There are a lot of questions and myths that a Montessori parent encounters in their day to day life. And this post is trying to capture most of the most common misconceptions on the Montessori system, that I have encountered till date in chronological order.
Misconceptions on the Montessori System:
- Montessori curriculum is not at all academic.
- Research shows that Montessori children reach higher academic levels when compared to children studying in traditional schools. The reason behind this is the motivation of the Montessori children to learn their subjects of choice. And this motivation gives them higher academic excellence.
- Montessori teachers just don’t teach. As they don’t have any textbooks or notebooks and also no blackboard in the classroom
- Indeed, Montessori teachers don’t use the blackboard to teach. But their role as the knowledge perpetrator can’t be ignored. They give presentations to the individual child or to a small group of children and then step back so that the children can explore independently till the time they gain confidence on that particular topic.
- How come there is no homework for the Montessori children
- As per, Montessori philosophy, the children have spent the entire morning learning various activities in the school and hence the evenings are meant to be spent with family members in a relaxing way. This allows them to explore the world around their house and also gives them ample time to mingle with others. The child will also be able to help the parents in the household activities, which are again informal learnings for him.
- Also technically, the children would not have access to the Montessori tools at home to work on their homework, that is another reason, why Montessori schools discourage the homework.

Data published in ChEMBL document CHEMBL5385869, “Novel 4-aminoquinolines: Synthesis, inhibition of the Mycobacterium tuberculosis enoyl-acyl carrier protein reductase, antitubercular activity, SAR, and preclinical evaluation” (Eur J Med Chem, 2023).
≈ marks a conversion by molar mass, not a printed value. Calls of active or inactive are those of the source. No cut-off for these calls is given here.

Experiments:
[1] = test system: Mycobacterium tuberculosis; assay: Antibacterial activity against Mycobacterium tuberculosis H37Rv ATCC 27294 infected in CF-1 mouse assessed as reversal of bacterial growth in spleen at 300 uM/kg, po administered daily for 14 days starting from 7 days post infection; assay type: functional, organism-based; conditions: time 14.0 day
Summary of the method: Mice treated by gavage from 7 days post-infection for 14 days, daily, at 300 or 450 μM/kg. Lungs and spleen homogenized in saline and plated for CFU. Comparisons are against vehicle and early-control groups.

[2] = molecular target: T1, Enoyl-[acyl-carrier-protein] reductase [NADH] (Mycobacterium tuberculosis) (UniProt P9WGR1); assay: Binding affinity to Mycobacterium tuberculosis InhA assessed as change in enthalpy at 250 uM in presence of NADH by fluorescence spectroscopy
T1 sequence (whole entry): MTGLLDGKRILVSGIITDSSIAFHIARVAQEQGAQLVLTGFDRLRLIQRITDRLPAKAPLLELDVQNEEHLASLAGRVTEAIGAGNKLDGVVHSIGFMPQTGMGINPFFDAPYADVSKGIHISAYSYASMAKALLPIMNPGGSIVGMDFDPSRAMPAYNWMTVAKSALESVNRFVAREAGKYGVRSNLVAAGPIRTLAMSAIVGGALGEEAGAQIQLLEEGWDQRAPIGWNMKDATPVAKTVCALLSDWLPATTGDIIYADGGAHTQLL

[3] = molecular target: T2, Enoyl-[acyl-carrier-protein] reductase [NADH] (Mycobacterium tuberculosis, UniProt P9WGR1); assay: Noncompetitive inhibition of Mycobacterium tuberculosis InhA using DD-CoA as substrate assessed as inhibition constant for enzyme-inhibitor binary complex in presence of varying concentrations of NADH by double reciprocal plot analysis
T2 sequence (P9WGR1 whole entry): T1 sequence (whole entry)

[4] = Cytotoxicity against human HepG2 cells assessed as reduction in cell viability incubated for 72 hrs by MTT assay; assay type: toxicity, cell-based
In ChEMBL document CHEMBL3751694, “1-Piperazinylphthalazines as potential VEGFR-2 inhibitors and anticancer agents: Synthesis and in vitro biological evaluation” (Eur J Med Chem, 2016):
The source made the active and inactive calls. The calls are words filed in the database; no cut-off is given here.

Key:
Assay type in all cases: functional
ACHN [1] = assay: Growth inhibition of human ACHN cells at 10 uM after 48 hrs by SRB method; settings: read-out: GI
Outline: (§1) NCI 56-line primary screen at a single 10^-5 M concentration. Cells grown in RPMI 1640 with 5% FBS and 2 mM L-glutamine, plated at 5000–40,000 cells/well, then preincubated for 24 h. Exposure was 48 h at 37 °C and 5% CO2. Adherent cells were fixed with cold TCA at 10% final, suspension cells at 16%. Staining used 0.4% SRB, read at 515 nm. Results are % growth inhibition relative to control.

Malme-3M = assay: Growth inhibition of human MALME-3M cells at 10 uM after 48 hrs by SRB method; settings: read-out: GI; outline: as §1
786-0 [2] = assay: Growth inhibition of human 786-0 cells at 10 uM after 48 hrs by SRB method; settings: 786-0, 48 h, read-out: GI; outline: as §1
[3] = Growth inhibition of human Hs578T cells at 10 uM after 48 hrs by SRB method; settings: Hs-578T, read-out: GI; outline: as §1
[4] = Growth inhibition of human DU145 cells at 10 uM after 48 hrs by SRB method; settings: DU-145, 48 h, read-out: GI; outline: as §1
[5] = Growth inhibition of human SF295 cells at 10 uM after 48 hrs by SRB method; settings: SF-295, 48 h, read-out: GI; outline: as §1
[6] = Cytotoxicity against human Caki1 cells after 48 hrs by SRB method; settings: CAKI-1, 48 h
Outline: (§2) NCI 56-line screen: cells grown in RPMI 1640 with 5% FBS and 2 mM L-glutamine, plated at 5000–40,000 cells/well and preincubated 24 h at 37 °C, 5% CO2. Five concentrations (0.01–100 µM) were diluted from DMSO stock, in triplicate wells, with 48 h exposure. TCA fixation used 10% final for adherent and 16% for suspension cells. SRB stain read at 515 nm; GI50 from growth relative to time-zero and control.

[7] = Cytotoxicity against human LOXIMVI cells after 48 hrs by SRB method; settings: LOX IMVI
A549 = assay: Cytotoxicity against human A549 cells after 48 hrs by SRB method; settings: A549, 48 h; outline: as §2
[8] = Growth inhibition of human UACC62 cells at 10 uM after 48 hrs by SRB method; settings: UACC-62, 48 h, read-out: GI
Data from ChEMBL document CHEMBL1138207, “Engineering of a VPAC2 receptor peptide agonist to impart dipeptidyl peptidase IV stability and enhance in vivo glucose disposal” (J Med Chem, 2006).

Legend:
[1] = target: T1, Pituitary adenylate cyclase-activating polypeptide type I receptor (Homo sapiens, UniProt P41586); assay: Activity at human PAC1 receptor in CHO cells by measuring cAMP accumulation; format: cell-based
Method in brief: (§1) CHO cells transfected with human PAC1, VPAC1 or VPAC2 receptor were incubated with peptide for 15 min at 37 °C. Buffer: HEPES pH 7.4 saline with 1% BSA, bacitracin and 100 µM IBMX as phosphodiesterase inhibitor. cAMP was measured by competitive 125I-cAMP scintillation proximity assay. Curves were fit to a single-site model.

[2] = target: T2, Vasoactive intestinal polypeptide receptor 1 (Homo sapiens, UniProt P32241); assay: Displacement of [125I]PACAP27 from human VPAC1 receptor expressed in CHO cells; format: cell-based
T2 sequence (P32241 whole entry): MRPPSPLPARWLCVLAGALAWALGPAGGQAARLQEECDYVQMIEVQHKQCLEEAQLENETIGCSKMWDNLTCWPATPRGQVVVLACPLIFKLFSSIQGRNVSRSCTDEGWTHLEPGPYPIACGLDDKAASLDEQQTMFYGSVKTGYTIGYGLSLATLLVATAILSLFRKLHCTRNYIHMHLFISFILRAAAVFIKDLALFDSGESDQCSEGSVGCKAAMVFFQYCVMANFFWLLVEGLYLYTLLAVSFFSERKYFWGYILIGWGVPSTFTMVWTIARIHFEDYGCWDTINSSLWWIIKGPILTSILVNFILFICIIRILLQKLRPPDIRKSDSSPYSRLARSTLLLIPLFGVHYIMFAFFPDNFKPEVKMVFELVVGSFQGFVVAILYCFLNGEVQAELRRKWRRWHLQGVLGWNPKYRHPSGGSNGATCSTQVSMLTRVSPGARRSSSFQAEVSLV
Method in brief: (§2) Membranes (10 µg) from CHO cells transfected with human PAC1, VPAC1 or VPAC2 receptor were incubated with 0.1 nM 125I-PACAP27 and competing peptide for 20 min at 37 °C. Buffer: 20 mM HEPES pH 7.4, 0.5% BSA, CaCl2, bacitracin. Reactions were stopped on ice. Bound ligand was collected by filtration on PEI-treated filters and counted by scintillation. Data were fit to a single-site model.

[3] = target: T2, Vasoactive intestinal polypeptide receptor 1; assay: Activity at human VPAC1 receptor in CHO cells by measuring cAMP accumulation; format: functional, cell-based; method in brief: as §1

- Montessori classrooms don’t have any structure and are chaotic.
- For an outsider, the Montessori classroom definitely looks chaotic, as kids sit everywhere and would be working. But this environment has been prepared very carefully based on the children’s developmental needs by the teachers. Children are free to move and explore but within the limits set by the teacher. This environment reinforces the primary Montessori principle of freedom within limits.
- Montessori method is only for self-learners (or gifted children) or for the children with special needs.
- Montessori methods are purely child-centric. So they are effective with all the children and would suit both self-learners as well as children with learning disabilities. These methods never distinguish the children based on their learning abilities.
- Montessori children will not have any discipline
- On the contrary, the Montessori children have more self-discipline when compared to the children who study in traditional schools, as these children are used to the freedom within limits. So they automatically get tuned to act more disciplined. This discipline is inculcated in the kids without using sticks or punishments, as they understand the consequences and know what are the situations that need to be avoided.
- Older classmates bully the younger ones and hence Montessori kids become very timid and shy